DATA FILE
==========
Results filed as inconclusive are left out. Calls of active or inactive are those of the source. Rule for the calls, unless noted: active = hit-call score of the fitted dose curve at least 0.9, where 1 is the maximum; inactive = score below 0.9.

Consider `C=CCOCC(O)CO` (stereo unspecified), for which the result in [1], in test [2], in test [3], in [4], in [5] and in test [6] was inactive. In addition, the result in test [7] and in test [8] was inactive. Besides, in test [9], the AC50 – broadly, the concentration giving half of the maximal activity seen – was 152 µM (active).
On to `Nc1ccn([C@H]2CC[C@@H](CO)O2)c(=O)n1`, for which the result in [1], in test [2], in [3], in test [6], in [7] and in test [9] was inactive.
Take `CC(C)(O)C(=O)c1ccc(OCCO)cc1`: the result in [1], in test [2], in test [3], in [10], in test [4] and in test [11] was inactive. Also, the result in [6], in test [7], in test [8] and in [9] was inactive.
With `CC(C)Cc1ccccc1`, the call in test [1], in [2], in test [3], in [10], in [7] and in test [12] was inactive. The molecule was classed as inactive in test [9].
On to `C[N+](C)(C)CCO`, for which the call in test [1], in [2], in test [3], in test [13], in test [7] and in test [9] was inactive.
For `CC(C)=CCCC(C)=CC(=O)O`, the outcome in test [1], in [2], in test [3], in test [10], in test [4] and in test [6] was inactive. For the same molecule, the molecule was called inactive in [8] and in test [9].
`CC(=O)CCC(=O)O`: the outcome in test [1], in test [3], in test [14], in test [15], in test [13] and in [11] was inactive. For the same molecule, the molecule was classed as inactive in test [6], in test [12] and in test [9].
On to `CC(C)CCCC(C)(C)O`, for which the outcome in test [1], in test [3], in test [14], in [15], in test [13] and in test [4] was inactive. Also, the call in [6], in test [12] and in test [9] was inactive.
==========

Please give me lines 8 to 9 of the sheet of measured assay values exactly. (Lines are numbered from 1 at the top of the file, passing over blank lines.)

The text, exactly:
`CC(=O)CCC(=O)O`: the outcome in test [1], in test [3], in test [14], in test [15], in test [13] and in [11] was inactive. For the same molecule, the molecule was classed as inactive in test [6], in test [12] and in test [9].
On to `CC(C)CCCC(C)(C)O`, for which the outcome in test [1], in test [3], in test [14], in [15], in test [13] and in test [4] was inactive. Also, the call in [6], in test [12] and in test [9] was inactive.